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New wave innovator gets a modern
electronic pop makeover

Howard Jones
Arcada Theatre
St. Charles, IL
March 13, 2015

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Story and photos by Andy Argyrakis

Even without mounds of critical acclaim the first time around, Howard Jones is finally scoring some recognition as not only one of the most innovative forces in new wave, but also one of his generation's most forward-thinking artists who's never content to rest on past achievements. At 60-years-old, the synth-pop star may have just released his most ambitious album ever in the form of "Engage," a CD/DVD set split between electronica, contemporary classical and pop music, alongside multi-media visuals that meld dance with philosophical elements (also accompanied by a phone app).

He didn't perform the entire conceptual show during a fairly filled visit to suburban Chicagoland's beautifully restored Arcada Theatre, though Jones did debut two new tracks: "Joy" and "The Human Touch," which found his fusion of electronics and catchy song craft picking up right where breakthrough projects such as 1984's "Human's Lib" and 1985's "Dream Into Action" left off. In fact, much of the night was spent revisiting those two albums, an understandable choice considering they were probably his most popular in America, even if it meant leaving behind a few lesser hits.

Whether it was "Pearl In The Shell," "Like To Get To Know You Well," "Life In One Day" or "What Is Love?," the headliner, his drummer and a keyboard/laptop accompanist freshened up the beats and overall production, ensuring these 1980s favorites could still translate to today. "Everlasting Love" and the slightly surprising inclusion of "The Prisoner" (both off 1989's "Cross That Line") were even more pronounced with their updates and were also accompanied by Kraftwerk-like visuals (in keeping with the evening's theme of all around engagement).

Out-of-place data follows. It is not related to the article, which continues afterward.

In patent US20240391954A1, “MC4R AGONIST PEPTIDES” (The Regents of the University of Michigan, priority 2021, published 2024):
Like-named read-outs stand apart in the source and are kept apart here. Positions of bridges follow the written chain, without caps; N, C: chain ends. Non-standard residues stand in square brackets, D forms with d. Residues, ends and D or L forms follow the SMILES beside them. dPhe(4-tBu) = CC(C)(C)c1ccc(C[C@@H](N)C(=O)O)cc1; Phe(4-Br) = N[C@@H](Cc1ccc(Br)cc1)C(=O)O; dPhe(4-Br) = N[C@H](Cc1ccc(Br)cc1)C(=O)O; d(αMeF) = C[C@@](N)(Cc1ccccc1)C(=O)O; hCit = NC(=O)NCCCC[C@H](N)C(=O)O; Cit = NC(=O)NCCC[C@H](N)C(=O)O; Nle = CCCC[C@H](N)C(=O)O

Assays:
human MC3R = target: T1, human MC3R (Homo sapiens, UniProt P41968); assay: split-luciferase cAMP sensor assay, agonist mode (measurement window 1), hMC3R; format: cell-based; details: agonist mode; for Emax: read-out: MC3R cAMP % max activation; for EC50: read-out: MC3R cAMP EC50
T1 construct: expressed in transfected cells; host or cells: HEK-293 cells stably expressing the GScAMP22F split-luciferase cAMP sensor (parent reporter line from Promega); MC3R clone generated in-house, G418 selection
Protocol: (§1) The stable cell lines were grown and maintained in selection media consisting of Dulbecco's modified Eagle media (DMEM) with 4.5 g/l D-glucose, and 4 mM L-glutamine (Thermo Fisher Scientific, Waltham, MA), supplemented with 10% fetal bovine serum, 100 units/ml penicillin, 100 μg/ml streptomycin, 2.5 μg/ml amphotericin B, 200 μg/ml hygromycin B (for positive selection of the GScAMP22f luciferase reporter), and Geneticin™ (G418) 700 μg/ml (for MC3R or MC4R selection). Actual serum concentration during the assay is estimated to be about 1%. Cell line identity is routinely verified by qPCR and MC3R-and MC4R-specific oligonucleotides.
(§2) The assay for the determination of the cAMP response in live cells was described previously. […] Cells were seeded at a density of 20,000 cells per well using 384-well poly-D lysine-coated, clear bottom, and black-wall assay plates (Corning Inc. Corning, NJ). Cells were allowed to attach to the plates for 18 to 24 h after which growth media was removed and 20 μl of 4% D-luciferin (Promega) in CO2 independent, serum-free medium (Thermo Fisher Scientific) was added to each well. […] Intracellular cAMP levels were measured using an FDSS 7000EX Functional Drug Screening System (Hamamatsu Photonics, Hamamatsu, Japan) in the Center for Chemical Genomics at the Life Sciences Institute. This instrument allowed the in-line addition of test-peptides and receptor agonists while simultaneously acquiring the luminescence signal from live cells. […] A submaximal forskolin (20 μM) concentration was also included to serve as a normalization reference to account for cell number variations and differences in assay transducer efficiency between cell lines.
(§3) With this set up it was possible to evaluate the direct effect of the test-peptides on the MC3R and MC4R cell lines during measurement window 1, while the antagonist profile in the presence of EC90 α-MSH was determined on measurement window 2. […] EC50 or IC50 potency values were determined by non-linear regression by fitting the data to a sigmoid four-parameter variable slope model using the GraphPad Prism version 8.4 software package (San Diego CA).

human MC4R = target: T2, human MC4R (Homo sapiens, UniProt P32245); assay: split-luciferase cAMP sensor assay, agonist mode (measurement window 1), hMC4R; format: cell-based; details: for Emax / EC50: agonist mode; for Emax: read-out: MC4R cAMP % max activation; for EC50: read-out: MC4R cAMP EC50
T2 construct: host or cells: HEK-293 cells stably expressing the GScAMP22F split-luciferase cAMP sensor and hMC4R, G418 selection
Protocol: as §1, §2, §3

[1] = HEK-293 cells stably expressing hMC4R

However, the 90-minute night did miss the secondary singles "You Know I Love You... Don't You?" and "Lift Me Up," nor did Jones even acknowledge either of the albums they came from (or anything that came after his Elektra Records tenure aside from the current collection). While it couldn't be considered a completely comprehensive set list, at least a solo piano encore of "Don't Always Look At The Rain" and "Hide And Seek" (orchestrated in the second half) dug a little deeper for dedicated fans.

The grand finale "Things Can Only Get Better" once again returned to his commercial peak, and after performing the original version, Jones reprised the tune as a techno throwdown. Bill him at Electric Daisy Carnival or Spring Awakening under the pseudonym DJ HoJo, and the glow stick-waving 16-year-olds could easily get caught up in some fist pumping as if he were Skrillex, suggesting there's modern merit in a sometimes overlooked history that's steadily finding a second life.

Upcoming concert highlights at the Arcada Theatre in St. Charles, IL include Robby Krieger of The Doors on Sunday, March 15 (early show); The Wailers & Rusted Root on Sunday, March 15 (late show); Loretta Lynn on Friday, March 27; Jefferson Starship on Sunday, March 29; Randy Bachman on Thursday, April 2; The Smithereens on Friday, April 3 and The Charlie Daniels Band on Friday, April 10. For additional details and a full schedule, visit

Related articles:

Howard Jones - Concert review - Milwaukee, WI January 2007

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